Farm Progress is part of the Informa Markets Division of Informa PLC

This site is operated by a business or businesses owned by Informa PLC and all copyright resides with them. Informa PLC's registered office is 5 Howick Place, London SW1P 1WG. Registered in England and Wales. Number 8860726.

Serving: East

High-Yield Corn Helps Adjust Cornell Nitrogen Guidelines

High-Yield Corn Helps Adjust Cornell Nitrogen Guidelines
On-farm research trials already confirm high 2014 corn yields. Growers help Cornell calibrate nitrogen needs for rising yield levels.

Northern New York corn growers expect notably higher than average corn yields this fall, assuming their on-farm trial plots are correct. That's the early take from research trials funded by the farmer-driven Northern New York Agricultural Development Program.

Now, farmers wonder if Cornell University's nitrogen fertilizer and manure application recommendations need revising. Twelve northern New York farms teamed with Cornell researchers, Cooperative Extension field crop specialists and regional crop consultants to find answers to two questions:

EARS APLENTY: This year, many Northeast cornfields are sporting many plants with two complete ears per plant. It causes farmers to wonder about next year's N rates.

Does high crop productivity means more N needs to be supplied to replace that taken up by the corn? Or are new corn varieties simply able to make better use of the nitrogen already in the soil?

New York corn silage and corn grain yields have increased steadily over the past 40 years. For many sites, the corn yield potentials in the Cornell soil database are in line with actual yields, says research leader Quirine M. Kettering, director of Cornell's Nutrient Management Spear Program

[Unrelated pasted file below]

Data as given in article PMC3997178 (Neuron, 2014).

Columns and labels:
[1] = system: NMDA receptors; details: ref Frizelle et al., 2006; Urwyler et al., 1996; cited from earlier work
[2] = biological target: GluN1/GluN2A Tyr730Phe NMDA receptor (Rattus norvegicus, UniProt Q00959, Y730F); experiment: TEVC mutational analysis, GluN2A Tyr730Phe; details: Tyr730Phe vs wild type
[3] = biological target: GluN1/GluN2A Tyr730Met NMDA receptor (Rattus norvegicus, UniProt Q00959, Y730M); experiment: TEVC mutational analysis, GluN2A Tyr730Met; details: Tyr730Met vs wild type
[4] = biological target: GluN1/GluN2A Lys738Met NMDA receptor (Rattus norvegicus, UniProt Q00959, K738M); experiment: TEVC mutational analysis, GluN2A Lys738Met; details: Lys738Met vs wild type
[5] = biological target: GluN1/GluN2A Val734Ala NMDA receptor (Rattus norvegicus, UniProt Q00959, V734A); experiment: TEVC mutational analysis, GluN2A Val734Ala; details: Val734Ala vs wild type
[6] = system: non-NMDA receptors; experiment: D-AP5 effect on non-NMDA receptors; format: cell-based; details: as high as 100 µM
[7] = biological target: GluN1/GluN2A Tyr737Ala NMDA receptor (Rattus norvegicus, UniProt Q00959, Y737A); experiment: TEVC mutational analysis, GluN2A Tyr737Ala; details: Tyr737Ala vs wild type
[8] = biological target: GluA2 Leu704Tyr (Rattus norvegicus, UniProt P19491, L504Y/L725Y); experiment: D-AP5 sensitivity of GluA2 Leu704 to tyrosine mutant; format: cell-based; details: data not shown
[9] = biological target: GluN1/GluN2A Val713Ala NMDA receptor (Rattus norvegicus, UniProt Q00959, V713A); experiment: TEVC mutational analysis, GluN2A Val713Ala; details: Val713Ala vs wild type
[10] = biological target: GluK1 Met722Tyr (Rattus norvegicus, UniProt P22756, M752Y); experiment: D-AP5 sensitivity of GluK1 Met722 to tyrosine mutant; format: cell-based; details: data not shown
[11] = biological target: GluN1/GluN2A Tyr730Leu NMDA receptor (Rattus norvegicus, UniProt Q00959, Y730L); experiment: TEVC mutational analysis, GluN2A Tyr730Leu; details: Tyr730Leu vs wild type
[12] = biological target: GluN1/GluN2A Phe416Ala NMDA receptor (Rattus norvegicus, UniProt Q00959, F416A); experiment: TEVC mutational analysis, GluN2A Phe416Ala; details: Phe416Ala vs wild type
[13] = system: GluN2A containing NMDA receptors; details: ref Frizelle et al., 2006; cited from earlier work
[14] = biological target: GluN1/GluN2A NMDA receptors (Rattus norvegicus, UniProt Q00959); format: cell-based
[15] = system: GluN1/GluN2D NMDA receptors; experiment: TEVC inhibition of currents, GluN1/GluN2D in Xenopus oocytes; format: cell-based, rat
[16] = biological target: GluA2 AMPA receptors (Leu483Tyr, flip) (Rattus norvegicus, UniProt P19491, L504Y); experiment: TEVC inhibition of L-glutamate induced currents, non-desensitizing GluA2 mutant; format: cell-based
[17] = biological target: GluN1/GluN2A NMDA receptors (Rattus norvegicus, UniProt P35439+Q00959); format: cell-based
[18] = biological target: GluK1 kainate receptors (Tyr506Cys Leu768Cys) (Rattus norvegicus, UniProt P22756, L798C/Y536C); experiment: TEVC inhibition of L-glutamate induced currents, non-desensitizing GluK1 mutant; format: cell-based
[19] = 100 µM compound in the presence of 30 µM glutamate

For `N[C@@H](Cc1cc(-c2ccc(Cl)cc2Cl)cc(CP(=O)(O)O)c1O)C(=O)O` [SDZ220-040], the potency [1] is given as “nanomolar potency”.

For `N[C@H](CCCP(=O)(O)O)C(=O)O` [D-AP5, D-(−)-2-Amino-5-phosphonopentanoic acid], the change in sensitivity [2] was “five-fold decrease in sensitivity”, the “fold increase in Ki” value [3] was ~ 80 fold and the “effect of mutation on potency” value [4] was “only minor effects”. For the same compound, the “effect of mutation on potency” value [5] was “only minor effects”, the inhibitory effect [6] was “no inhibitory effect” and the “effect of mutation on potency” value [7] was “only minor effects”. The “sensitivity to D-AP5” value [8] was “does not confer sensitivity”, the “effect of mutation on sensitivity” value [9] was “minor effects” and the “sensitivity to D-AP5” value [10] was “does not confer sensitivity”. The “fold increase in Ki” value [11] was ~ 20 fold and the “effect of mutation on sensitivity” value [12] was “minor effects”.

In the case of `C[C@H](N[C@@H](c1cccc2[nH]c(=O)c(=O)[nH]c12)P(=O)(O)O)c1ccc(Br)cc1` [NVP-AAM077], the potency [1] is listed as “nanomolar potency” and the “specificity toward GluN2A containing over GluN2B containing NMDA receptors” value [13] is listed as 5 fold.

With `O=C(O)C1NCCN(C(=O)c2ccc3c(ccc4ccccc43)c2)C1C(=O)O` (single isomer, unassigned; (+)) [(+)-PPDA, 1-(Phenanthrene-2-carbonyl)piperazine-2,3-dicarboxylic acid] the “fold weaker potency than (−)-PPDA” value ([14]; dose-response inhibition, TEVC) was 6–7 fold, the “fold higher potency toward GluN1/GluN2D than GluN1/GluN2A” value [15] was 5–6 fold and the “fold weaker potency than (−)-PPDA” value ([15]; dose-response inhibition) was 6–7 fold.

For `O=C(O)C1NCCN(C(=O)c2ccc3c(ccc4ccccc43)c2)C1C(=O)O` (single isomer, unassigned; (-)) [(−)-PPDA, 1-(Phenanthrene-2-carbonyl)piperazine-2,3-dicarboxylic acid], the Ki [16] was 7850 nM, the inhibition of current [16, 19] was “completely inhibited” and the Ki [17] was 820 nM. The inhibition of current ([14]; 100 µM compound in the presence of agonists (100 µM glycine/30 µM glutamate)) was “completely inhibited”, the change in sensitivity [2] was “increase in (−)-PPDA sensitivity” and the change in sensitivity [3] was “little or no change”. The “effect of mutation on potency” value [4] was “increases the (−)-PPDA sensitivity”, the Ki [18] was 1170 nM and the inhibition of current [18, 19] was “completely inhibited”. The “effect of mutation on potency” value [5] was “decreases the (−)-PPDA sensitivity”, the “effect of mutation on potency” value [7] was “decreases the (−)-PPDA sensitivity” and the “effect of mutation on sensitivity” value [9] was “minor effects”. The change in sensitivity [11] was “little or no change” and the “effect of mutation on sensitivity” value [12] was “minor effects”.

Tracking yield potential
Ongoing research is investigating the impact of soil type, drainage, and management on corn N needs. Kettering adds that new adaptive management protocol is under evaluation that allows producers to exceed current Cornell University N guidelines.

Farmers are using N application rates based on either the results of two years of on-farm replicated trials. Or they're based on actual yield measurements plus the results of the corn stalk nitrate test and other tests such as the Illinois Soil Nitrogen Test to indicate N needs field-by-field.

Check out the complete Evaluation of Yield Potentials of Corn Grain and Silage in Northern New York to Improve Crop Production, Nutrient Recycling and Environmental Protection report online at .

Hide comments


  • Allowed HTML tags: <em> <strong> <blockquote> <br> <p>

Plain text

  • No HTML tags allowed.
  • Web page addresses and e-mail addresses turn into links automatically.
  • Lines and paragraphs break automatically.